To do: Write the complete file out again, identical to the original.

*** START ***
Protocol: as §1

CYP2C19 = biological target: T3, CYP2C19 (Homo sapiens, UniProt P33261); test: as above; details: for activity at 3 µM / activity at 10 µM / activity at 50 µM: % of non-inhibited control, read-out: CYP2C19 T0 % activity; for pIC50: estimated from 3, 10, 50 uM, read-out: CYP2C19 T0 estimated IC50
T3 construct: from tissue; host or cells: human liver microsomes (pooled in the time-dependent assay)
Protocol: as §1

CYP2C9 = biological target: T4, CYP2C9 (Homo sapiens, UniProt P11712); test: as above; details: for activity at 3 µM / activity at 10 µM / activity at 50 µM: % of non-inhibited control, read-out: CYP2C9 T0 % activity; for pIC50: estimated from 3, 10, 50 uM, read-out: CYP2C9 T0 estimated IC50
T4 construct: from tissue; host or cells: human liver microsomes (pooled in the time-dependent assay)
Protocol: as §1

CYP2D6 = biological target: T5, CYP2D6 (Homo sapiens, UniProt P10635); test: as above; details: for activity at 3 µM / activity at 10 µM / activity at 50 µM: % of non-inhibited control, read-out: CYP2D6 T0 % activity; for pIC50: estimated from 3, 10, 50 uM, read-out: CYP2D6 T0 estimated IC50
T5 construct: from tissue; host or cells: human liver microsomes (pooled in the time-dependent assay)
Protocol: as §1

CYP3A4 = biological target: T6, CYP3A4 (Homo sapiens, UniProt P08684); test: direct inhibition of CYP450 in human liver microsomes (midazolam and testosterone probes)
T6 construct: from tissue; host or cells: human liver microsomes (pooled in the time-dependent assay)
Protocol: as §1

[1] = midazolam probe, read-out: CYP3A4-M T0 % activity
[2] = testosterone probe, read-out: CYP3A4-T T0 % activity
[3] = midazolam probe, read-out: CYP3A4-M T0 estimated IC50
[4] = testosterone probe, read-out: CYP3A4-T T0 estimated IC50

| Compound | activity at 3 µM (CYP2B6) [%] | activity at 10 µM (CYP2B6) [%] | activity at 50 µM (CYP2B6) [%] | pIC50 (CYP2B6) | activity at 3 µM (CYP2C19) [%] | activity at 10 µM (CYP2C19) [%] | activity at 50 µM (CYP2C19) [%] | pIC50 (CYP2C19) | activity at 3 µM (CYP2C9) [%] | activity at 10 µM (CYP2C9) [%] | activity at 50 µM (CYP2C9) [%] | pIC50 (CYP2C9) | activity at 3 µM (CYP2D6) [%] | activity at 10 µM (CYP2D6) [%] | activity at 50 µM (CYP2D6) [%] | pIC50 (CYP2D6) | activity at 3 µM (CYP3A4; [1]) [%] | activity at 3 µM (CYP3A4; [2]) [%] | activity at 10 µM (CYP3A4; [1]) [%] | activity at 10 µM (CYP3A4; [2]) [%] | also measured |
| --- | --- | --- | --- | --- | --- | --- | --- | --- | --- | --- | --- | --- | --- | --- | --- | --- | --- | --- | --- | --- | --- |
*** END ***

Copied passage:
Protocol: as §1

CYP2C19 = biological target: T3, CYP2C19 (Homo sapiens, UniProt P33261); test: as above; details: for activity at 3 µM / activity at 10 µM / activity at 50 µM: % of non-inhibited control, read-out: CYP2C19 T0 % activity; for pIC50: estimated from 3, 10, 50 uM, read-out: CYP2C19 T0 estimated IC50
T3 construct: from tissue; host or cells: human liver microsomes (pooled in the time-dependent assay)
Protocol: as §1

CYP2C9 = biological target: T4, CYP2C9 (Homo sapiens, UniProt P11712); test: as above; details: for activity at 3 µM / activity at 10 µM / activity at 50 µM: % of non-inhibited control, read-out: CYP2C9 T0 % activity; for pIC50: estimated from 3, 10, 50 uM, read-out: CYP2C9 T0 estimated IC50
T4 construct: from tissue; host or cells: human liver microsomes (pooled in the time-dependent assay)
Protocol: as §1

CYP2D6 = biological target: T5, CYP2D6 (Homo sapiens, UniProt P10635); test: as above; details: for activity at 3 µM / activity at 10 µM / activity at 50 µM: % of non-inhibited control, read-out: CYP2D6 T0 % activity; for pIC50: estimated from 3, 10, 50 uM, read-out: CYP2D6 T0 estimated IC50
T5 construct: from tissue; host or cells: human liver microsomes (pooled in the time-dependent assay)
Protocol: as §1

CYP3A4 = biological target: T6, CYP3A4 (Homo sapiens, UniProt P08684); test: direct inhibition of CYP450 in human liver microsomes (midazolam and testosterone probes)
T6 construct: from tissue; host or cells: human liver microsomes (pooled in the time-dependent assay)
Protocol: as §1

[1] = midazolam probe, read-out: CYP3A4-M T0 % activity
[2] = testosterone probe, read-out: CYP3A4-T T0 % activity
[3] = midazolam probe, read-out: CYP3A4-M T0 estimated IC50
[4] = testosterone probe, read-out: CYP3A4-T T0 estimated IC50

| Compound | activity at 3 µM (CYP2B6) [%] | activity at 10 µM (CYP2B6) [%] | activity at 50 µM (CYP2B6) [%] | pIC50 (CYP2B6) | activity at 3 µM (CYP2C19) [%] | activity at 10 µM (CYP2C19) [%] | activity at 50 µM (CYP2C19) [%] | pIC50 (CYP2C19) | activity at 3 µM (CYP2C9) [%] | activity at 10 µM (CYP2C9) [%] | activity at 50 µM (CYP2C9) [%] | pIC50 (CYP2C9) | activity at 3 µM (CYP2D6) [%] | activity at 10 µM (CYP2D6) [%] | activity at 50 µM (CYP2D6) [%] | pIC50 (CYP2D6) | activity at 3 µM (CYP3A4; [1]) [%] | activity at 3 µM (CYP3A4; [2]) [%] | activity at 10 µM (CYP3A4; [1]) [%] | activity at 10 µM (CYP3A4; [2]) [%] | also measured |
| --- | --- | --- | --- | --- | --- | --- | --- | --- | --- | --- | --- | --- | --- | --- | --- | --- | --- | --- | --- | --- | --- |